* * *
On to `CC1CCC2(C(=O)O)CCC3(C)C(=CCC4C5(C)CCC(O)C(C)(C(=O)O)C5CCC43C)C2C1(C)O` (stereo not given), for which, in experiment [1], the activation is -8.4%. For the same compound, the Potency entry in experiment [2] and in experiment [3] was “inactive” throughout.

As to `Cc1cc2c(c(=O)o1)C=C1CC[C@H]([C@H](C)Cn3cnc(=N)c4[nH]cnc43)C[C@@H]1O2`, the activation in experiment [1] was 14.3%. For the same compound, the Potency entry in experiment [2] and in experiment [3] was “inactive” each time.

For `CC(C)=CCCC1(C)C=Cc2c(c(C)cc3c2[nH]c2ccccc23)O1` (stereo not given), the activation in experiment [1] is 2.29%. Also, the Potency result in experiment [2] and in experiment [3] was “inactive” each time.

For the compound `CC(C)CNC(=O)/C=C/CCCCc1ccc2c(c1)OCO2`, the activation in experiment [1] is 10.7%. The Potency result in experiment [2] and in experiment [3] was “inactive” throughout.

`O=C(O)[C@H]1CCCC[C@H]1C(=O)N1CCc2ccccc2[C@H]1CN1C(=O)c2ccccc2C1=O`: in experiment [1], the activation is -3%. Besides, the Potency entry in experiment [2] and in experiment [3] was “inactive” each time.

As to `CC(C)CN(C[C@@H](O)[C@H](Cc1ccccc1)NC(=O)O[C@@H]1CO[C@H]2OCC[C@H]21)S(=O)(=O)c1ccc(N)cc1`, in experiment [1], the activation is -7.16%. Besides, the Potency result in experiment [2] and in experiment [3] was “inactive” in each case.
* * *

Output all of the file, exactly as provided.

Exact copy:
On to `CC1CCC2(C(=O)O)CCC3(C)C(=CCC4C5(C)CCC(O)C(C)(C(=O)O)C5CCC43C)C2C1(C)O` (stereo not given), for which, in experiment [1], the activation is -8.4%. For the same compound, the Potency entry in experiment [2] and in experiment [3] was “inactive” throughout.

As to `Cc1cc2c(c(=O)o1)C=C1CC[C@H]([C@H](C)Cn3cnc(=N)c4[nH]cnc43)C[C@@H]1O2`, the activation in experiment [1] was 14.3%. For the same compound, the Potency entry in experiment [2] and in experiment [3] was “inactive” each time.

For `CC(C)=CCCC1(C)C=Cc2c(c(C)cc3c2[nH]c2ccccc23)O1` (stereo not given), the activation in experiment [1] is 2.29%. Also, the Potency result in experiment [2] and in experiment [3] was “inactive” each time.

For the compound `CC(C)CNC(=O)/C=C/CCCCc1ccc2c(c1)OCO2`, the activation in experiment [1] is 10.7%. The Potency result in experiment [2] and in experiment [3] was “inactive” throughout.

`O=C(O)[C@H]1CCCC[C@H]1C(=O)N1CCc2ccccc2[C@H]1CN1C(=O)c2ccccc2C1=O`: in experiment [1], the activation is -3%. Besides, the Potency entry in experiment [2] and in experiment [3] was “inactive” each time.

As to `CC(C)CN(C[C@@H](O)[C@H](Cc1ccccc1)NC(=O)O[C@@H]1CO[C@H]2OCC[C@H]21)S(=O)(=O)c1ccc(N)cc1`, in experiment [1], the activation is -7.16%. Besides, the Potency result in experiment [2] and in experiment [3] was “inactive” in each case.